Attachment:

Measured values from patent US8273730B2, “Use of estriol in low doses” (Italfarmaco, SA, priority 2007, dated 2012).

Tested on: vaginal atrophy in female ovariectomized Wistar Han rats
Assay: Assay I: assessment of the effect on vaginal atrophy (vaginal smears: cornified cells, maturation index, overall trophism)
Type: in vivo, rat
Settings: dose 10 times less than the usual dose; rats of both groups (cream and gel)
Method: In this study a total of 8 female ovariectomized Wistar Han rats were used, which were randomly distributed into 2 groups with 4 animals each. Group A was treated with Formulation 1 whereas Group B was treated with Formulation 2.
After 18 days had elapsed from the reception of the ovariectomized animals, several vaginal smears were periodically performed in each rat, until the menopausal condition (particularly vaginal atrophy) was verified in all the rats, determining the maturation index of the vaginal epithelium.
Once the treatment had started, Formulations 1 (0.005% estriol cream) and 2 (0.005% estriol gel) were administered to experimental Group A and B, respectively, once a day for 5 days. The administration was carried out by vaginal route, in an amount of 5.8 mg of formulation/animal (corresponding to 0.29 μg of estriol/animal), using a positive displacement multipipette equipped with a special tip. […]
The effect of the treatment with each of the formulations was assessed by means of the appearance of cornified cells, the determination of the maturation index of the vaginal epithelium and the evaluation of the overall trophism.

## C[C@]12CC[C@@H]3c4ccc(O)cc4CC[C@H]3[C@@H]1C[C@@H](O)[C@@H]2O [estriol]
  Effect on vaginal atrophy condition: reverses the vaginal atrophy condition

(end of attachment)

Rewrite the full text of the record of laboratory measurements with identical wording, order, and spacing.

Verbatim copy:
Measured values from patent US8273730B2, “Use of estriol in low doses” (Italfarmaco, SA, priority 2007, dated 2012).

Tested on: vaginal atrophy in female ovariectomized Wistar Han rats
Assay: Assay I: assessment of the effect on vaginal atrophy (vaginal smears: cornified cells, maturation index, overall trophism)
Type: in vivo, rat
Settings: dose 10 times less than the usual dose; rats of both groups (cream and gel)
Method: In this study a total of 8 female ovariectomized Wistar Han rats were used, which were randomly distributed into 2 groups with 4 animals each. Group A was treated with Formulation 1 whereas Group B was treated with Formulation 2.
After 18 days had elapsed from the reception of the ovariectomized animals, several vaginal smears were periodically performed in each rat, until the menopausal condition (particularly vaginal atrophy) was verified in all the rats, determining the maturation index of the vaginal epithelium.
Once the treatment had started, Formulations 1 (0.005% estriol cream) and 2 (0.005% estriol gel) were administered to experimental Group A and B, respectively, once a day for 5 days. The administration was carried out by vaginal route, in an amount of 5.8 mg of formulation/animal (corresponding to 0.29 μg of estriol/animal), using a positive displacement multipipette equipped with a special tip. […]
The effect of the treatment with each of the formulations was assessed by means of the appearance of cornified cells, the determination of the maturation index of the vaginal epithelium and the evaluation of the overall trophism.

## C[C@]12CC[C@@H]3c4ccc(O)cc4CC[C@H]3[C@@H]1C[C@@H](O)[C@@H]2O [estriol]
  Effect on vaginal atrophy condition: reverses the vaginal atrophy condition